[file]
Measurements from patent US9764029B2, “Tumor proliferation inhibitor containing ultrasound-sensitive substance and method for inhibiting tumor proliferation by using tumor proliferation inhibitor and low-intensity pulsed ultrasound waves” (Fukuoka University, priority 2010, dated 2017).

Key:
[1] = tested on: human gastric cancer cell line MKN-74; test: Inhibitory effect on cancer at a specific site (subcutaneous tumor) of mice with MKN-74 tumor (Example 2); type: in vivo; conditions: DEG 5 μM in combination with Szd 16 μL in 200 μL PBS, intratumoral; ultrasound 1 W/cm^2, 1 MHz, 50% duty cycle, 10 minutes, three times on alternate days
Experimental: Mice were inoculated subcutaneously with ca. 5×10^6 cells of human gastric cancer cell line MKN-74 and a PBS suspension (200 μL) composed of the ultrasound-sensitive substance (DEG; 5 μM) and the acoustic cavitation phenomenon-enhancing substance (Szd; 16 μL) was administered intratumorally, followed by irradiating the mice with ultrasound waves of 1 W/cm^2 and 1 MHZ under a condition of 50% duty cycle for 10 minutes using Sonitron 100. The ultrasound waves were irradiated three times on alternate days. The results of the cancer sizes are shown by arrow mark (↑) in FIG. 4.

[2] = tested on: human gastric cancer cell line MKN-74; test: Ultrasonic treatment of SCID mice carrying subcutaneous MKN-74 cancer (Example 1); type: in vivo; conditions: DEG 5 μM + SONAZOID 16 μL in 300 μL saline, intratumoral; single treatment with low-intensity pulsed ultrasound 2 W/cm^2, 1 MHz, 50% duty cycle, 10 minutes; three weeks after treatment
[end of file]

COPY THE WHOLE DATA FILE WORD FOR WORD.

Measurements from patent US9764029B2, “Tumor proliferation inhibitor containing ultrasound-sensitive substance and method for inhibiting tumor proliferation by using tumor proliferation inhibitor and low-intensity pulsed ultrasound waves” (Fukuoka University, priority 2010, dated 2017).

Key:
[1] = tested on: human gastric cancer cell line MKN-74; test: Inhibitory effect on cancer at a specific site (subcutaneous tumor) of mice with MKN-74 tumor (Example 2); type: in vivo; conditions: DEG 5 μM in combination with Szd 16 μL in 200 μL PBS, intratumoral; ultrasound 1 W/cm^2, 1 MHz, 50% duty cycle, 10 minutes, three times on alternate days
Experimental: Mice were inoculated subcutaneously with ca. 5×10^6 cells of human gastric cancer cell line MKN-74 and a PBS suspension (200 μL) composed of the ultrasound-sensitive substance (DEG; 5 μM) and the acoustic cavitation phenomenon-enhancing substance (Szd; 16 μL) was administered intratumorally, followed by irradiating the mice with ultrasound waves of 1 W/cm^2 and 1 MHZ under a condition of 50% duty cycle for 10 minutes using Sonitron 100. The ultrasound waves were irradiated three times on alternate days. The results of the cancer sizes are shown by arrow mark (↑) in FIG. 4.

[2] = tested on: human gastric cancer cell line MKN-74; test: Ultrasonic treatment of SCID mice carrying subcutaneous MKN-74 cancer (Example 1); type: in vivo; conditions: DEG 5 μM + SONAZOID 16 μL in 300 μL saline, intratumoral; single treatment with low-intensity pulsed ultrasound 2 W/cm^2, 1 MHz, 50% duty cycle, 10 minutes; three weeks after treatment